All eyes continue to focus on the Supreme Court, which will release its rulings on the Affordable Care Act and the Arizona immigration law next week.
The health care decision will have a bigger impact than the immigration opinion in terms of the nation's fiscal and physical health. As a political matter, though, the immigration ruling may be more important.
It's becoming increasingly clear Hispanics are considered the key voting bloc in the 2012 presidential election. President Obama's decision to forgo prosecutions on some cases is an indication of that, and Mitt Romney's major immigration speech today in Florida is another clue.
(Read the story, by the way. We probably couldn't find a better indication that Kris Kobach's advisory role with Romney has slipped dramatically.)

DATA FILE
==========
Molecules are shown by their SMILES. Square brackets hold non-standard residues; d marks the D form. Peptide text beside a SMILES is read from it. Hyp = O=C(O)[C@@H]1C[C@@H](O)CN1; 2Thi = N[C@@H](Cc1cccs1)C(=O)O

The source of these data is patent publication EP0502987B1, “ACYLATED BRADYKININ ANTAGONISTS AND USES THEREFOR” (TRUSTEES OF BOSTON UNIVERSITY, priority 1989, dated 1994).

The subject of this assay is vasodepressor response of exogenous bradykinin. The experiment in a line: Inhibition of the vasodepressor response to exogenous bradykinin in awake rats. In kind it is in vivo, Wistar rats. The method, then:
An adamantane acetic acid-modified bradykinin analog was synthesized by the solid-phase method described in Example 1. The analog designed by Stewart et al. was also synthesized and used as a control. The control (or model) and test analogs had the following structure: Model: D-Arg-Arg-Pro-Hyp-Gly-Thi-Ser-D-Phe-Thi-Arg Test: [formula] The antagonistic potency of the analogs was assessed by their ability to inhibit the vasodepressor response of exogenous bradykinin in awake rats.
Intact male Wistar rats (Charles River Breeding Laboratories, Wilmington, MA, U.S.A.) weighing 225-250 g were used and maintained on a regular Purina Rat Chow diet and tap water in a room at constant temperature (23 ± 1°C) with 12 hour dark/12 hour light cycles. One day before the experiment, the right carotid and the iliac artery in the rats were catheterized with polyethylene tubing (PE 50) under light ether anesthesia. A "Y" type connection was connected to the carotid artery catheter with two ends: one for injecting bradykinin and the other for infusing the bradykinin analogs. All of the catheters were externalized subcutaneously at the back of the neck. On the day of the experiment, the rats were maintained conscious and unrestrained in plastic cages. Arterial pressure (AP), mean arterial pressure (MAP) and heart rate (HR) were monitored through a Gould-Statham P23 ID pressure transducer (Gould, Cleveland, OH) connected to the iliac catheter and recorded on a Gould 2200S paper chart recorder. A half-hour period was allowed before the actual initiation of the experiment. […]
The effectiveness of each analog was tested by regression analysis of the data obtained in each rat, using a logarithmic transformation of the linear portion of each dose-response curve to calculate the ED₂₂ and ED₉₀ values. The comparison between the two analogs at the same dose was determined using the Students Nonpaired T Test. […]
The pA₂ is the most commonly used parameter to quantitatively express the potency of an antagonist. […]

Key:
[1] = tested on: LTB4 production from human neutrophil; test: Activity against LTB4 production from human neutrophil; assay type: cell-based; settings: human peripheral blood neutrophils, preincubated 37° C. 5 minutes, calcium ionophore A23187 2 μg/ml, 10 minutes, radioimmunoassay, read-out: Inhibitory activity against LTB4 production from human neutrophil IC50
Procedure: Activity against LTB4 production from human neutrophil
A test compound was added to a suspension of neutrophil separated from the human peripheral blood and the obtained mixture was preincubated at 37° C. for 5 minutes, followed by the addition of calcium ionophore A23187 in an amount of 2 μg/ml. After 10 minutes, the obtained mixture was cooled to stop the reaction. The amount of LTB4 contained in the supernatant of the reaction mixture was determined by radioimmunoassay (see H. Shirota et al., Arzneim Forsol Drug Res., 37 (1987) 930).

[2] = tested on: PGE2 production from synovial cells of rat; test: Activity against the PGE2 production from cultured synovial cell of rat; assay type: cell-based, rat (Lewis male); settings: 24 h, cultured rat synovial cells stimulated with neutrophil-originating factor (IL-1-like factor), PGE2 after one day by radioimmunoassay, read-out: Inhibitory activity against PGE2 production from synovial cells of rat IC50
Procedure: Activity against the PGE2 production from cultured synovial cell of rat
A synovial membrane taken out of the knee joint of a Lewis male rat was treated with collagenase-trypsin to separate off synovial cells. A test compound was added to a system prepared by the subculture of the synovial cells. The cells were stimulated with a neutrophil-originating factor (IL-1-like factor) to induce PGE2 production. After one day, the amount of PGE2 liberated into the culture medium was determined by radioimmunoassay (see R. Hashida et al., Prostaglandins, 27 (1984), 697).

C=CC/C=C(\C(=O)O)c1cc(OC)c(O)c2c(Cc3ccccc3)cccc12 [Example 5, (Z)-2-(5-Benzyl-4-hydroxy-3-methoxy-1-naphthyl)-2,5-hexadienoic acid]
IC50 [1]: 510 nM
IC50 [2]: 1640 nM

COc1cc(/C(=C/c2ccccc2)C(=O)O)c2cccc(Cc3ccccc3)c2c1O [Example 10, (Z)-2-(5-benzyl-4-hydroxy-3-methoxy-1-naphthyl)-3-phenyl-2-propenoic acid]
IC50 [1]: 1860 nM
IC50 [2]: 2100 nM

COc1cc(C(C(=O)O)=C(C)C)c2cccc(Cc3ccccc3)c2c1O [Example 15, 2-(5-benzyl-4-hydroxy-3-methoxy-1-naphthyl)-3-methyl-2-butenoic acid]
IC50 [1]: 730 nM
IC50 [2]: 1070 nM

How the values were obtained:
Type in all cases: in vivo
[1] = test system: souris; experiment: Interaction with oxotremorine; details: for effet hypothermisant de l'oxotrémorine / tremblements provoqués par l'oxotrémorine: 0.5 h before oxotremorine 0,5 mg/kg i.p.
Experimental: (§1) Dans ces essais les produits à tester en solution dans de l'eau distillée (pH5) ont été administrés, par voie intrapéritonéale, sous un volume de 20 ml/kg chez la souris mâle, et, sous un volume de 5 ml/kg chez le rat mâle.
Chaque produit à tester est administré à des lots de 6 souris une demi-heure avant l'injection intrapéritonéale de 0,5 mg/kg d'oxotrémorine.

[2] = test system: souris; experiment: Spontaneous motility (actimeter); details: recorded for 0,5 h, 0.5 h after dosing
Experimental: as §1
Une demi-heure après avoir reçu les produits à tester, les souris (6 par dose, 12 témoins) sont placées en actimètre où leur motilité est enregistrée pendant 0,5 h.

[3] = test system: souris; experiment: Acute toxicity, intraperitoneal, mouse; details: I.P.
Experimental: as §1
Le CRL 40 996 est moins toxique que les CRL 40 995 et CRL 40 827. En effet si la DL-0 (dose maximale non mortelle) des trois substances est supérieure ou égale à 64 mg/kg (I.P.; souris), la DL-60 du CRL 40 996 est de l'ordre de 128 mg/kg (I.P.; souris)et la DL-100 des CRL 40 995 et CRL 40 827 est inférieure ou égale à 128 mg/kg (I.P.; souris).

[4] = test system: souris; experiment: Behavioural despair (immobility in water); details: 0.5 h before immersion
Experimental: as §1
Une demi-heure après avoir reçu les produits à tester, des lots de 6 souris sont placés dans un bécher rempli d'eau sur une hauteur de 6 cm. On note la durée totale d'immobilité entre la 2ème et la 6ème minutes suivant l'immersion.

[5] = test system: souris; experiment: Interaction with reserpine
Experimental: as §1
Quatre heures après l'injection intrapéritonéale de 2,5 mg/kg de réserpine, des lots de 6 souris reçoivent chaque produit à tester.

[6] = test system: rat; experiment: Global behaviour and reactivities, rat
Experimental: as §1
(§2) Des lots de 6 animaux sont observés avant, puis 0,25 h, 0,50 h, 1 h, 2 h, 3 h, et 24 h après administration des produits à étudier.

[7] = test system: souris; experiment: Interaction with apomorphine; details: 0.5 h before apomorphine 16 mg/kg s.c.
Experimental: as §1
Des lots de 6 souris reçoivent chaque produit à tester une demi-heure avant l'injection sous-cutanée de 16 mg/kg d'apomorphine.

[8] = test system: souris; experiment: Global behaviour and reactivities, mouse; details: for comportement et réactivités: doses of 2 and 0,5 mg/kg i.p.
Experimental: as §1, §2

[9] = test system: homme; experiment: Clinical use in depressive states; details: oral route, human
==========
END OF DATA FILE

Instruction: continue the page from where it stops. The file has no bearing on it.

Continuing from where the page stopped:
And while supporters and opponents of Obamacare will have a field day after that ruling is out, most Latino voters are likely to react more directly if the court upholds Arizona's tough immigration statute. Obama, we can guess, will try to exploit that anger -- blaming the court, and warning of Romney's potential conservative appointments to it.
Conversely, if the court throws out the Arizona law, it will infuriate conservatives -- but potentially give Hispanics less incentive to turn out for Obama. Both developments could help Romney (an angry conservative voter being a more energetic Romney voter.)
So it's possible the GOP nominee would actually politically prefer an unconstitutional Arizona law, even though Kobach helped write it.
As a political matter, most Americans have made up their minds about health care reform. Good or bad, the court's decision appears unlikely to move as many November votes as immigration.